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A series of four leaf clovers. The one in the middle has eyes.

Haven't I Been Lucky?

When I was diagnosed in 2019, the word "lucky" never entered my mind. I am sure my first thoughts were, “Why me” and “Now what”, among other seemingly other doomsday phrases. I am definitely sure I did not utter the words LUCKY on that day.

I am always reading

Recently I was reading an article posted in The Macular Society. This is a publication I receive via email, a charity based out of the UK for anyone affected by central vision loss. One particle article stood out for me that day.1

The basis of this article circled around the diagnosis of a woman, age 99 by the name of Margaret. Her daughter, Ann, was with her on this day. Seems when her mother received her diagnosis from her specialist, she had some amazing words of wisdom (in my opinion).1

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This insightful woman stated “Oh dear, that’s a pity but I’ve been able to see all these years. Some people never see, so haven’t I been lucky.”1

Making it real

Reading those words almost took my breath away. Here was a diagnosis with no promise of a cure, ever. A person’s vision is slowly fading away, robbing a person of their clear view of the world. There was no lamenting of the tragedy, no tears of self-pity, no thoughts of why me... Instead, this person did something better.

Hearing the diagnosis offered her a moment of self-reflection. Her statement was of ultimate gratitude for what she had had in her life. The opportunity to have seen her world, been able to view the things around her. She was very grateful for those times that she was able to see and gaze on what was all around her.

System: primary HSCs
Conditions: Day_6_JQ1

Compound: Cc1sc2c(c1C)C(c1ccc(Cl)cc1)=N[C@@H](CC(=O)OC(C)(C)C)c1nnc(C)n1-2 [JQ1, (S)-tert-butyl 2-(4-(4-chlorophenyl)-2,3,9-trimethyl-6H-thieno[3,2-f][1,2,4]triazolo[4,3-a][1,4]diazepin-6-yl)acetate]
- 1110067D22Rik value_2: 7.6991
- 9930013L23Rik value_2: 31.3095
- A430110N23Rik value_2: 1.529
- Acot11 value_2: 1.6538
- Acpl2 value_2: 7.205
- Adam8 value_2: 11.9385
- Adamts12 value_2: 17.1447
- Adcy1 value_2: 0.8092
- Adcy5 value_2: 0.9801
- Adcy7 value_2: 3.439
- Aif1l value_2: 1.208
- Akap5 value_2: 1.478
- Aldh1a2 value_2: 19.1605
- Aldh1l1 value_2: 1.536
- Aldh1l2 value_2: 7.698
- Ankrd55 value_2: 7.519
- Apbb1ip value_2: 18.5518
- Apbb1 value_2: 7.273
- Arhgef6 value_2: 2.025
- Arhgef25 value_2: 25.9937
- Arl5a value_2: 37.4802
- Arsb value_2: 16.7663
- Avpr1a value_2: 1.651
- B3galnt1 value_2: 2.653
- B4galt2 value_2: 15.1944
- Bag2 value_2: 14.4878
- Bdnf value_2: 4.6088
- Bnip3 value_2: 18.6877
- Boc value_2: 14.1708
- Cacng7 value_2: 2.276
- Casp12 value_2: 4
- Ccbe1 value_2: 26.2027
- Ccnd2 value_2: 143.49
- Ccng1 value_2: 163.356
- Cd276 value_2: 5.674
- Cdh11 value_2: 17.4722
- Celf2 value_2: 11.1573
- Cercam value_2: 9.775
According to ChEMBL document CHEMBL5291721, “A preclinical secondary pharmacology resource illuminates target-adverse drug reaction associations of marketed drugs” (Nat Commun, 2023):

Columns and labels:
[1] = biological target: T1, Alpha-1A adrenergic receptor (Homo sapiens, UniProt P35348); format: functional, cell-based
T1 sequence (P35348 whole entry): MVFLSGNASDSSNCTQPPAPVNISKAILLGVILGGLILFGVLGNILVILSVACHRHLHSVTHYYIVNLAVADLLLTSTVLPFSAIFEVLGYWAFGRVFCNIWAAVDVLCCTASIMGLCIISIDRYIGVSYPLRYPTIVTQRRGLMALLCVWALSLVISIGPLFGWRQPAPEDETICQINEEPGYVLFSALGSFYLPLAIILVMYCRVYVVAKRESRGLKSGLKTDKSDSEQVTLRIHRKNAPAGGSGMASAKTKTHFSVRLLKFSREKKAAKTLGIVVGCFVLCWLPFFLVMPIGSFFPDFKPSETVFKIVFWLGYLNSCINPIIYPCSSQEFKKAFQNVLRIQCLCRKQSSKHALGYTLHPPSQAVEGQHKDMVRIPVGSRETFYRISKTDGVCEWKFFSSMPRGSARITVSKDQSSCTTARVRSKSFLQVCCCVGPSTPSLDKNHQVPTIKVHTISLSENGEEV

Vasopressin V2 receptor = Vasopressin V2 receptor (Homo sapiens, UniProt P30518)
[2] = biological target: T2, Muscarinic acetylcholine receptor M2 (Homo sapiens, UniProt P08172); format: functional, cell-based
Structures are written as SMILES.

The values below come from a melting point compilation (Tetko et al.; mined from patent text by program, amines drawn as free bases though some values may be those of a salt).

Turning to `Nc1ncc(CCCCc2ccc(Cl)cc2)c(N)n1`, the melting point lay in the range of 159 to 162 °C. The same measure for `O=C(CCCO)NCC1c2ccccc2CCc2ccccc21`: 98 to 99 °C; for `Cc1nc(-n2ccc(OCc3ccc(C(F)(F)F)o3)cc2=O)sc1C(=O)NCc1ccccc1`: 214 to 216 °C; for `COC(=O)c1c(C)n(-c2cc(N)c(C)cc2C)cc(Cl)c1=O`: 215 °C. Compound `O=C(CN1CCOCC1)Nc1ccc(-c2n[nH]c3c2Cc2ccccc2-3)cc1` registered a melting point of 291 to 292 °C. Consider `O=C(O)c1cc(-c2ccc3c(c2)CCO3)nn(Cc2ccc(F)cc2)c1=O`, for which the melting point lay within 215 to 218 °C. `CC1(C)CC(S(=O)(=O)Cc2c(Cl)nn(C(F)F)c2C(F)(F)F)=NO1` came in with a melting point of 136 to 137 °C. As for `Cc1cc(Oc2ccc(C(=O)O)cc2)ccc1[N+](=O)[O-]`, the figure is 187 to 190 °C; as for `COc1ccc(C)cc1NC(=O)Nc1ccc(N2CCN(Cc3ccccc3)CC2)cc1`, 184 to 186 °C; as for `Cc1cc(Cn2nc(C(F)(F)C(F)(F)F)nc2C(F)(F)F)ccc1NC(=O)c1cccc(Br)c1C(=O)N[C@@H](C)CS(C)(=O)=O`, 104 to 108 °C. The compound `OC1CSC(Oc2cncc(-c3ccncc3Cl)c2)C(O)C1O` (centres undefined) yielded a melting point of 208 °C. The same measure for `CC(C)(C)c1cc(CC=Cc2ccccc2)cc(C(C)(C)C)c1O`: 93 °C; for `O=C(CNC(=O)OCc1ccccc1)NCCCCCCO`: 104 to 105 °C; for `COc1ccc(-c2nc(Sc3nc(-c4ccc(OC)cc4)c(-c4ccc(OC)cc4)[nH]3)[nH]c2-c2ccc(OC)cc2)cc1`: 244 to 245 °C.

The reality stated is that there are some people who have never had the opportunity to see anything. They have never visually seen the world around them.

The definition of the word blindness, as stated in the Oxford Languages is as follows: the state or condition of being unable to see because of injury, disease, or a congenital condition. Those words alone are a finite, nothing in between, nothing seen, ever.


I have kept that quote, I look at it often. As I reflect on those words, they actually make me very happy. What an amazing world I have seen. I treasure each snapshot of my life that I carry with me.

Family times growing up with 3 sisters and wonderful parents fill my memory’s photo album. My wedding day 37 years ago and each one of our children being born, growing up and becoming some pretty amazing people, all of this I treasure. We have been blessed with our 3 precious grandchildren (so far), their little faces imprinted in my brain.

Yes, myopic macular degeneration is not pleasant, it's like a thief in the night, robbing me of present views around me. I am grateful for what I do have and will always treasure what I have seen.

This article represents the opinions, thoughts, and experiences of the author; none of this content has been paid for by any advertiser. The team does not recommend or endorse any products or treatments discussed herein. Learn more about how we maintain editorial integrity here.

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